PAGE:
Scots and Empire

Reviewed by Margery Fee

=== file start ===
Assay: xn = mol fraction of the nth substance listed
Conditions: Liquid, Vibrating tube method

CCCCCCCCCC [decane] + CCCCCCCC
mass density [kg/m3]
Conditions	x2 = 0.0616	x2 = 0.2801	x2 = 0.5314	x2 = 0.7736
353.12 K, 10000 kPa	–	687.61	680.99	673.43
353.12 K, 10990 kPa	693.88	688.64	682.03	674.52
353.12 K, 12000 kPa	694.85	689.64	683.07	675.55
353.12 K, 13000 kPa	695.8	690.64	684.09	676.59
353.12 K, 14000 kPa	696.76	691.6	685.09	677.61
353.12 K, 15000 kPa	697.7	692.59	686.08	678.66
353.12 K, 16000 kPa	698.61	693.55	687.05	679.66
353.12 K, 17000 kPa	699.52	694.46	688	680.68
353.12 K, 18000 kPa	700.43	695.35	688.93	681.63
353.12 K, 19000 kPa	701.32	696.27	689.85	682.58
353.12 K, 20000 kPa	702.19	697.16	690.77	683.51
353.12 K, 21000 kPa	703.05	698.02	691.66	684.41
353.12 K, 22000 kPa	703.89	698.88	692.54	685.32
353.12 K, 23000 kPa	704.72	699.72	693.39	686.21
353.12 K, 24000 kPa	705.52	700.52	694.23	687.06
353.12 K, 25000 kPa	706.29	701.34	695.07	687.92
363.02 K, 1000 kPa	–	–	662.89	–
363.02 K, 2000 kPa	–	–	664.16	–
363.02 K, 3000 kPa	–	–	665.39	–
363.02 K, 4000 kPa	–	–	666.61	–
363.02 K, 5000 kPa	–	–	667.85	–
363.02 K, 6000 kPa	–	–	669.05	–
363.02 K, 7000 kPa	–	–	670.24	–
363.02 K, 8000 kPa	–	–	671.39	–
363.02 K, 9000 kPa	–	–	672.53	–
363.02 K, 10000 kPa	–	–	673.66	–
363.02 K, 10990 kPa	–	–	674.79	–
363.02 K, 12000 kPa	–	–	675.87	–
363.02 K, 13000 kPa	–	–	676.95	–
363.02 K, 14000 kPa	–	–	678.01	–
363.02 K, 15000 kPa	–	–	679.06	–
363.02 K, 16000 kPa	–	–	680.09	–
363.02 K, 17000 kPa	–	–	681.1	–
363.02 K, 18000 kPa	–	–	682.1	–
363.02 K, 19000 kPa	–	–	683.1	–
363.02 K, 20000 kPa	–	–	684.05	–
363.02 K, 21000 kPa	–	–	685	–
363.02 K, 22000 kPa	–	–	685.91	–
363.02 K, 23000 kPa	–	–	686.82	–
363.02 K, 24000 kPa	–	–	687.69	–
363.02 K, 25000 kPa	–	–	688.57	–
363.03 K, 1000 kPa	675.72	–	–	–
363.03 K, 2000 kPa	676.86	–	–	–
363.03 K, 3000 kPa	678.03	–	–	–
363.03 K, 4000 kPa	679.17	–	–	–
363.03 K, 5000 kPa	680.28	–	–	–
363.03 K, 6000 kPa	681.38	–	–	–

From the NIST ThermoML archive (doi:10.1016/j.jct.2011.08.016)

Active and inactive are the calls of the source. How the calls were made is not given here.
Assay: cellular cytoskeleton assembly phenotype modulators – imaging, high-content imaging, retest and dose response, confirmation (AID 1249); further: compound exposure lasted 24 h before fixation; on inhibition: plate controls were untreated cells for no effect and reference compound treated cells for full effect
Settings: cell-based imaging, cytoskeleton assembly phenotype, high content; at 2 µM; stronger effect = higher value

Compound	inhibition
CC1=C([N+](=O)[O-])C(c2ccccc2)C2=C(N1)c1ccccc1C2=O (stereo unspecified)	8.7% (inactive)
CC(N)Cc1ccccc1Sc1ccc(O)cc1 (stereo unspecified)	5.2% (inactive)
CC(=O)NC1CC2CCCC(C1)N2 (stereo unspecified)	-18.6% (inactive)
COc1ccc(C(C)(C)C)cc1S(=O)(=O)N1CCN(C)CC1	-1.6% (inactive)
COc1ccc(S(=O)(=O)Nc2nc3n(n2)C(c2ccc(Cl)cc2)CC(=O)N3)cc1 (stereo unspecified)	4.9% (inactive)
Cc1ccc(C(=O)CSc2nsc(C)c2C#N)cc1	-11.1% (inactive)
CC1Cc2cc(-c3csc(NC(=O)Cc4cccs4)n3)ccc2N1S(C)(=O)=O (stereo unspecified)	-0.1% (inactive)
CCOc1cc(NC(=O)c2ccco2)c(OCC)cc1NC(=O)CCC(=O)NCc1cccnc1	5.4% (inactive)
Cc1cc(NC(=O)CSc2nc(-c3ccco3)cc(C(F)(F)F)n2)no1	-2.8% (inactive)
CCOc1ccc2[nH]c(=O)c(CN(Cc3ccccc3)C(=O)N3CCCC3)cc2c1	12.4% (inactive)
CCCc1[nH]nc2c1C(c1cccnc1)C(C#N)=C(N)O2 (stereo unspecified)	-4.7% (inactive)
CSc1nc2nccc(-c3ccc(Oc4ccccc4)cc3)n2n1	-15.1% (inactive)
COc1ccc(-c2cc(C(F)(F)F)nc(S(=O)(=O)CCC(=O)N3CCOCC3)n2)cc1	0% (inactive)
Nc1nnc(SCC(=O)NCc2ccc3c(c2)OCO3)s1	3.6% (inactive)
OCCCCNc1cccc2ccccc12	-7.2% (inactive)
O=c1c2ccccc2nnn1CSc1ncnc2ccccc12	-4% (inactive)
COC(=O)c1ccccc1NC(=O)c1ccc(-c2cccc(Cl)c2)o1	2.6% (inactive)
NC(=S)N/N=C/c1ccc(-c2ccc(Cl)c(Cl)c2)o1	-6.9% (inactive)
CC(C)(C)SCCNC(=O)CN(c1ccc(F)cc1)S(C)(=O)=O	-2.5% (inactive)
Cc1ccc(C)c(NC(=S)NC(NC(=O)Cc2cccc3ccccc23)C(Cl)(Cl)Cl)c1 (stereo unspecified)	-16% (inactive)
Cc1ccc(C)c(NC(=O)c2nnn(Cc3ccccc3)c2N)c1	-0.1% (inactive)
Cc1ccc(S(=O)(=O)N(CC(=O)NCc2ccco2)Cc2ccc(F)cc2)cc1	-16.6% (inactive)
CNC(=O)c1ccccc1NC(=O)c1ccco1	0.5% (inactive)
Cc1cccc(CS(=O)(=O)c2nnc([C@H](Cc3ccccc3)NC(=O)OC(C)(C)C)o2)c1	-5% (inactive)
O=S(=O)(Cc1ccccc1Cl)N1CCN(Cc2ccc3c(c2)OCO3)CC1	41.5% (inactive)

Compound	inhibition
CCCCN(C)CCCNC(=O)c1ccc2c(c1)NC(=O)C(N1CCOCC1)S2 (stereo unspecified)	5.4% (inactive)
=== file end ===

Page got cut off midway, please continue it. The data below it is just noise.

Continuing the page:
In this book, I encountered a word I had never seen before: prosopography is “a description of a person’s social and family connections, career, etc.,” or “the study of such descriptions” (“Prosopography, N.”). Kröller acts as prosopographer for several members of one family. In 1853, two McIlwraith men emigrated from Ayrshire, Scotland, to Canada and Australia, where each prospered. Beginning in that year, the book’s five-hundred-page coverage ends in 1948, when T. F. McIlwraith’s book about the Nuxalk, The Bella Coola Indians, was finally published. Writing is at the centre of this book. The McIlwraiths kept in regular touch with far-flung family, friends, teachers, and other social connections. However, sometimes the record went dark. Kröller aptly notes that “intensely populated archival islands are separated by extensive waters of biographical silence” (170). Nonetheless, she keeps a fascinating story afloat, even when back-tracking in time, or moving away from the McIlwraiths to those closely connected to them.